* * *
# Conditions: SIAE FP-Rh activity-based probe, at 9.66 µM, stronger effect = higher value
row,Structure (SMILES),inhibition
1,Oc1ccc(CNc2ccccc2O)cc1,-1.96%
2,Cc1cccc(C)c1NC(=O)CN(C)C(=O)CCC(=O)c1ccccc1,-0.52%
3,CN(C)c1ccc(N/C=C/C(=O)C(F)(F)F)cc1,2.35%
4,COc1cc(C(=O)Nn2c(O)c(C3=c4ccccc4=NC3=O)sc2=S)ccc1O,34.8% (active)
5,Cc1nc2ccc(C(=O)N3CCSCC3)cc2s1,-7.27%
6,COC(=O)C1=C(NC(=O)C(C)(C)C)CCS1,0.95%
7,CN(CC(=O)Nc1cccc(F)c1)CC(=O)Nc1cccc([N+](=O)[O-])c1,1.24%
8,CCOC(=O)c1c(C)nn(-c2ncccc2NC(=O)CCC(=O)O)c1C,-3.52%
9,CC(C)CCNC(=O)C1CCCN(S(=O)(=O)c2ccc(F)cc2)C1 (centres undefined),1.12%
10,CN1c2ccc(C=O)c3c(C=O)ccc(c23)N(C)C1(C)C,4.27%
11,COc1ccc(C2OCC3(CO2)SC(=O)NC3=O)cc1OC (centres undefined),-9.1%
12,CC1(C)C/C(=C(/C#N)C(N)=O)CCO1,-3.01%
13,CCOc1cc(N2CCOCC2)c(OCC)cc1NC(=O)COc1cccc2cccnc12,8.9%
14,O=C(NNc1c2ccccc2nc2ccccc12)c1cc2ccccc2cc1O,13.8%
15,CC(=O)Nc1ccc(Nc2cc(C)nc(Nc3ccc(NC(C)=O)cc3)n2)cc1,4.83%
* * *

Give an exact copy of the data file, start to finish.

# Conditions: SIAE FP-Rh activity-based probe, at 9.66 µM, stronger effect = higher value
row,Structure (SMILES),inhibition
1,Oc1ccc(CNc2ccccc2O)cc1,-1.96%
2,Cc1cccc(C)c1NC(=O)CN(C)C(=O)CCC(=O)c1ccccc1,-0.52%
3,CN(C)c1ccc(N/C=C/C(=O)C(F)(F)F)cc1,2.35%
4,COc1cc(C(=O)Nn2c(O)c(C3=c4ccccc4=NC3=O)sc2=S)ccc1O,34.8% (active)
5,Cc1nc2ccc(C(=O)N3CCSCC3)cc2s1,-7.27%
6,COC(=O)C1=C(NC(=O)C(C)(C)C)CCS1,0.95%
7,CN(CC(=O)Nc1cccc(F)c1)CC(=O)Nc1cccc([N+](=O)[O-])c1,1.24%
8,CCOC(=O)c1c(C)nn(-c2ncccc2NC(=O)CCC(=O)O)c1C,-3.52%
9,CC(C)CCNC(=O)C1CCCN(S(=O)(=O)c2ccc(F)cc2)C1 (centres undefined),1.12%
10,CN1c2ccc(C=O)c3c(C=O)ccc(c23)N(C)C1(C)C,4.27%
11,COc1ccc(C2OCC3(CO2)SC(=O)NC3=O)cc1OC (centres undefined),-9.1%
12,CC1(C)C/C(=C(/C#N)C(N)=O)CCO1,-3.01%
13,CCOc1cc(N2CCOCC2)c(OCC)cc1NC(=O)COc1cccc2cccnc12,8.9%
14,O=C(NNc1c2ccccc2nc2ccccc12)c1cc2ccccc2cc1O,13.8%
15,CC(=O)Nc1ccc(Nc2cc(C)nc(Nc3ccc(NC(C)=O)cc3)n2)cc1,4.83%